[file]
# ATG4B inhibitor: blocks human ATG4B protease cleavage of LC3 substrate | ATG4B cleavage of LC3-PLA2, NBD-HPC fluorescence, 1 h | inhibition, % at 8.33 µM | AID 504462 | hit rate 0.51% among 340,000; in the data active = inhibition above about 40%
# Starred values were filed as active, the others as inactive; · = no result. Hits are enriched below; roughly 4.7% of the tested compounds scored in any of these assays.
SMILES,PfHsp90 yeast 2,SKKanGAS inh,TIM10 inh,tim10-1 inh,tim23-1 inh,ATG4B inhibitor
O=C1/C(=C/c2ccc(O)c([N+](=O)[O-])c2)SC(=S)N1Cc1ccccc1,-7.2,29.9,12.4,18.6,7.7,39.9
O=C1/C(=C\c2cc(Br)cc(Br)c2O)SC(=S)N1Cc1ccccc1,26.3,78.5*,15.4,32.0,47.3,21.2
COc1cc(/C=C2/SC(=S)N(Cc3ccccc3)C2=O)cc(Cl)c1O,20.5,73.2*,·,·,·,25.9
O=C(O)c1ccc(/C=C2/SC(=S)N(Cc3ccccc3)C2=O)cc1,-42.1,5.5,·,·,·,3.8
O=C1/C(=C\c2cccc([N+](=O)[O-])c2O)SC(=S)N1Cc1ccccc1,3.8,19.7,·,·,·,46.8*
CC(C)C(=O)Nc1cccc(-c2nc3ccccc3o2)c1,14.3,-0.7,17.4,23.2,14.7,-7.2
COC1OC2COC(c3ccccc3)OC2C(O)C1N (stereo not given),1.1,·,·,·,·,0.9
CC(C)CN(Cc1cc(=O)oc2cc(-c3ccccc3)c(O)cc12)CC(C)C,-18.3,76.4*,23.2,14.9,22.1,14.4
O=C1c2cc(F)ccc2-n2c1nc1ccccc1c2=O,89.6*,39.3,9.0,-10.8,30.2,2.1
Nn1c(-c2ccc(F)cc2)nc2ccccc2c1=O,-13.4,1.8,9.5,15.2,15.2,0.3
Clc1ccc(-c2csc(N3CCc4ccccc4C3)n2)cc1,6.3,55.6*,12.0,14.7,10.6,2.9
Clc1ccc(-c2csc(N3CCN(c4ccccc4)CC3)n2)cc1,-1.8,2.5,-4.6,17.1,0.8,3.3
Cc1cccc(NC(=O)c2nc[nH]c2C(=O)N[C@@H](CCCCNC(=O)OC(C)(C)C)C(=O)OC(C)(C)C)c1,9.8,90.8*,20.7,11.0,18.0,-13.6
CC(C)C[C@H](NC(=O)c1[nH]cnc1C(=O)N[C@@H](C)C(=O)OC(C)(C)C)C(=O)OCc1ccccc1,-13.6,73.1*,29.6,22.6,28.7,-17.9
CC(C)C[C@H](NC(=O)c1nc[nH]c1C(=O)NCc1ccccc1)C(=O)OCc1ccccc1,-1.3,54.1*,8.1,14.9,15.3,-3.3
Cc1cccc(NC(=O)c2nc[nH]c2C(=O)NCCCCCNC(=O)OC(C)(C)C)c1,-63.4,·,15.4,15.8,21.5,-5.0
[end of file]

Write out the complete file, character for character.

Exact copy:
# ATG4B inhibitor: blocks human ATG4B protease cleavage of LC3 substrate | ATG4B cleavage of LC3-PLA2, NBD-HPC fluorescence, 1 h | inhibition, % at 8.33 µM | AID 504462 | hit rate 0.51% among 340,000; in the data active = inhibition above about 40%
# Starred values were filed as active, the others as inactive; · = no result. Hits are enriched below; roughly 4.7% of the tested compounds scored in any of these assays.
SMILES,PfHsp90 yeast 2,SKKanGAS inh,TIM10 inh,tim10-1 inh,tim23-1 inh,ATG4B inhibitor
O=C1/C(=C/c2ccc(O)c([N+](=O)[O-])c2)SC(=S)N1Cc1ccccc1,-7.2,29.9,12.4,18.6,7.7,39.9
O=C1/C(=C\c2cc(Br)cc(Br)c2O)SC(=S)N1Cc1ccccc1,26.3,78.5*,15.4,32.0,47.3,21.2
COc1cc(/C=C2/SC(=S)N(Cc3ccccc3)C2=O)cc(Cl)c1O,20.5,73.2*,·,·,·,25.9
O=C(O)c1ccc(/C=C2/SC(=S)N(Cc3ccccc3)C2=O)cc1,-42.1,5.5,·,·,·,3.8
O=C1/C(=C\c2cccc([N+](=O)[O-])c2O)SC(=S)N1Cc1ccccc1,3.8,19.7,·,·,·,46.8*
CC(C)C(=O)Nc1cccc(-c2nc3ccccc3o2)c1,14.3,-0.7,17.4,23.2,14.7,-7.2
COC1OC2COC(c3ccccc3)OC2C(O)C1N (stereo not given),1.1,·,·,·,·,0.9
CC(C)CN(Cc1cc(=O)oc2cc(-c3ccccc3)c(O)cc12)CC(C)C,-18.3,76.4*,23.2,14.9,22.1,14.4
O=C1c2cc(F)ccc2-n2c1nc1ccccc1c2=O,89.6*,39.3,9.0,-10.8,30.2,2.1
Nn1c(-c2ccc(F)cc2)nc2ccccc2c1=O,-13.4,1.8,9.5,15.2,15.2,0.3
Clc1ccc(-c2csc(N3CCc4ccccc4C3)n2)cc1,6.3,55.6*,12.0,14.7,10.6,2.9
Clc1ccc(-c2csc(N3CCN(c4ccccc4)CC3)n2)cc1,-1.8,2.5,-4.6,17.1,0.8,3.3
Cc1cccc(NC(=O)c2nc[nH]c2C(=O)N[C@@H](CCCCNC(=O)OC(C)(C)C)C(=O)OC(C)(C)C)c1,9.8,90.8*,20.7,11.0,18.0,-13.6
CC(C)C[C@H](NC(=O)c1[nH]cnc1C(=O)N[C@@H](C)C(=O)OC(C)(C)C)C(=O)OCc1ccccc1,-13.6,73.1*,29.6,22.6,28.7,-17.9
CC(C)C[C@H](NC(=O)c1nc[nH]c1C(=O)NCc1ccccc1)C(=O)OCc1ccccc1,-1.3,54.1*,8.1,14.9,15.3,-3.3
Cc1cccc(NC(=O)c2nc[nH]c2C(=O)NCCCCCNC(=O)OC(C)(C)C)c1,-63.4,·,15.4,15.8,21.5,-5.0